What Nintendo Wii Taught Me About Personal Finance

As most readers know, after months of saving and planning, I finally splurged and bought a Nintendo Wii and a few accessories for it (Wii Play – mostly for the second controller – and some points to download old games). Aside from the joy of downloading and playing some fondly-remembered old games and getting routinely defeated by my wife at both Tennis and Bowling, I’ve realized that the Wii has actually taught me several valuable lessons about personal finance.

5 Personal Finance Lessons Learned from My Nintendo Wii

1. Saving up for splurge purchases like this makes the reward sweeter

There is absolutely no guilt in having spent money foolishly when I play it. I saved very slowly and methodically for it and did things that actually reduced my monthly spending significantly in the process. Having saved the money myself and paying for all of it in cash instead of on credit was a wonderful thing because I could actually see the benefit of making healthy financial choices.

2. Social items always wind up being more fun than things you solely play by yourself

The most fun I’ve had with the system is playing Wii Sports with my wife, seriously. Our son’s in bed, we have the baby monitor on, and we’re down in the family room swinging our remotes, playing tennis or bowling (and I’m usually losing). We laugh a lot and unwind from the day while doing something that encourages us to interact a lot. It actually reminds us of when we lived with a roommate while in college – the three of us would spend much of our free time playing board games. It was social, fun, and actually very cheap when you look at the amount of play versus the cost of the game. I think the Wii may actually reach that level of value.

3. Being out of the marketing loop means less temptation

I really don’t expose myself to many channels that Nintendo would use for marketing, so I have little idea of other games for the system. We just have Wii Sports (the pack-in game) and Wii Play and have downloaded a few games and that’s it. I’m barely even aware of other games for the system, to be honest – my only recommendation has come from one of my wife’s relatives, who thinks we would both enjoy Big Brain Academy. I may rent a game or two, but with previous game consoles, I used to be aware of titles by the hundreds because of the marketing. With the Wii, I’m basically outside their marketing loop – and that’s just fine with me, because I’m quite happy with the games I have.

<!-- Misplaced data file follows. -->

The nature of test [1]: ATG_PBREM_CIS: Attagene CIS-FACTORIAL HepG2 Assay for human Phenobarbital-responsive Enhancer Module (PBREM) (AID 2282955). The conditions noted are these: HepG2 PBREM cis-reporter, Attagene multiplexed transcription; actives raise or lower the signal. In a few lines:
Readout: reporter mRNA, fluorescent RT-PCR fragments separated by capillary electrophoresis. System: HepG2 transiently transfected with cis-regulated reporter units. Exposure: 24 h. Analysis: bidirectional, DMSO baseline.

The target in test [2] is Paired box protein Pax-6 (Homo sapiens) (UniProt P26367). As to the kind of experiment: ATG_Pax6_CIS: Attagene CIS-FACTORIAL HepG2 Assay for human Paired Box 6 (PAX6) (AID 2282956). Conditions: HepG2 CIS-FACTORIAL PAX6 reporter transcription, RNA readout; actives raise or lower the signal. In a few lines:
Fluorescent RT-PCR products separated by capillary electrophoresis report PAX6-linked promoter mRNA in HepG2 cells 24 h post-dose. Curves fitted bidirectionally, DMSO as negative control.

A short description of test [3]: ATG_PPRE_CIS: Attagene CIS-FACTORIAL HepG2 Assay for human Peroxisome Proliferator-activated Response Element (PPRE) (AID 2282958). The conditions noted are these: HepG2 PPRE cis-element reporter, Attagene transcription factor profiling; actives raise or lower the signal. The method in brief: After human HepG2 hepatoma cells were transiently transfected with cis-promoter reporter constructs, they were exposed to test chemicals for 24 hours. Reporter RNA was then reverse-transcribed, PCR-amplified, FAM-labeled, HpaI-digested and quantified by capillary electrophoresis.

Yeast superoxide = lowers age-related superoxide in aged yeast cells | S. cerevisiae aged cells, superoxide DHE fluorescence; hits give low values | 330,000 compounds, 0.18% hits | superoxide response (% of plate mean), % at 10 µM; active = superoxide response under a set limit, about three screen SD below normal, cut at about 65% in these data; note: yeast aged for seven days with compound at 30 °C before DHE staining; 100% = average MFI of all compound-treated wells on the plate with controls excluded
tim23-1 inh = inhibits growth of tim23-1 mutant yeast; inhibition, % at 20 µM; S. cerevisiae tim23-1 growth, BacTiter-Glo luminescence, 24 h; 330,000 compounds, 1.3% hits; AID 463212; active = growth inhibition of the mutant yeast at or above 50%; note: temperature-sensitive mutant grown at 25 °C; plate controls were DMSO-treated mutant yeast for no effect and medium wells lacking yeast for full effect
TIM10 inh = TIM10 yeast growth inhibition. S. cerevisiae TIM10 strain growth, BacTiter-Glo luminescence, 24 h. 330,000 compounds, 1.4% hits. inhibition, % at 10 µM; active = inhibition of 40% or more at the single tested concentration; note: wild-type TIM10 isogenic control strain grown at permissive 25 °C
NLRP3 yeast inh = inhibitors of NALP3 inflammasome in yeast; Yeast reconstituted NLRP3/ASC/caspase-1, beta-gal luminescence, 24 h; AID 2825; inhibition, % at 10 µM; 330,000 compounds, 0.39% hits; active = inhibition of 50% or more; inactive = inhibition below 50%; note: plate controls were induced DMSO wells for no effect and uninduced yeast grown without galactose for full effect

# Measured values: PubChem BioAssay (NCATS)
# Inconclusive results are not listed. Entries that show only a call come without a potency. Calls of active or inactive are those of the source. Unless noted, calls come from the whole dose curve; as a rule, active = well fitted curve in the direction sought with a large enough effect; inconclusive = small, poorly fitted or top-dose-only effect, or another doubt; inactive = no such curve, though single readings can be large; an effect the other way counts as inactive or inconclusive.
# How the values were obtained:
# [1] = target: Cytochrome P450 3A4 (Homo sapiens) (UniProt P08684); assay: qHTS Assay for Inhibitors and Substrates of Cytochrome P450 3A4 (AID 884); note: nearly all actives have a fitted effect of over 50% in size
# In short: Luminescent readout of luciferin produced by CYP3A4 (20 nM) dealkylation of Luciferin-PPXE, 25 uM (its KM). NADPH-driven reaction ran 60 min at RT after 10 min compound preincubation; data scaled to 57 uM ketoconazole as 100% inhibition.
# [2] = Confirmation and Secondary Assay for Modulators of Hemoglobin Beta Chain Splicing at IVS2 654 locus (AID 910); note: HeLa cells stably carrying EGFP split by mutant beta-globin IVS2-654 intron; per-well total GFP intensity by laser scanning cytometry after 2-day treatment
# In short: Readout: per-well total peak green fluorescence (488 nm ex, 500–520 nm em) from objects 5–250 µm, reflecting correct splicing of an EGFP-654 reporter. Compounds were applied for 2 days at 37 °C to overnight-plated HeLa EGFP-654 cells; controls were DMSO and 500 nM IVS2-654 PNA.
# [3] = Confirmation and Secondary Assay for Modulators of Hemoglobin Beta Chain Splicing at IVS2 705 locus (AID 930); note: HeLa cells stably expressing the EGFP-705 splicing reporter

4. Purchases with heavy repeat use have a lot more value

Let’s say, for example, that I buy a DVD for $15. It’s a two hour movie that I watch twice and lend to my friends to watch once. That’s $2.50 an hour for that DVD. Let’s compare that to a Wii, which cost $350 (with the accessories and extra game that I purchased). All I have to do is play it for 140 hours to reduce the cost per hour down to that DVD, and all future play makes that hourly rate lower. Let’s say I play it for a half hour a day by myself, my wife plays it for half an hour a day by herself, and we play it for half an hour together (a fair average estimate), so it gets an hour and a half of use per day. It takes three months for the Wii to be as cheap as the DVD. In a year, the Wii’s cost will be down in the cents per hour range. What do I conclude? The more you potentially use an item, the better its value is, and I get the sense we’re going to use the Wii quite a bit.

5. The easier you make it for people to spend money, the more likely they are to spend money

Having the possibility of entering a credit card number to download old games is brilliant – you can sit there on the couch with your remote, type in your credit card number, and get those games so effortlessly. Thankfully, I have our wireless at home pretty secure, so this doesn’t actually work (it won’t allow the connection), but I can imagine I would be incredibly tempted to use it regularly if I could. Instead, I have to go to the store and actually purchase point cards, which gives me ample time to use things like the ten second rule to keep my unplanned spending in check.

My wife and I have had a ton of fun with my Wii so far without spending much money at all beyond the cost of the basic console. Reflecting on the purchase and how we use it, though, has brought some psychological returns as well.

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  1. Laura says:

    I have to agree with you that the Wii has the extra benefit of being a group game system. To keep costs low, our friends and family swap the games around. We also have Wii Potlucks, with people bringing food and we provide the entertainment.

    Another game you may want to get later is Warioware. The multi player games can accomdate 5 players with only one controller. That saves money because buying multiple controllers add up. Have fun with the family!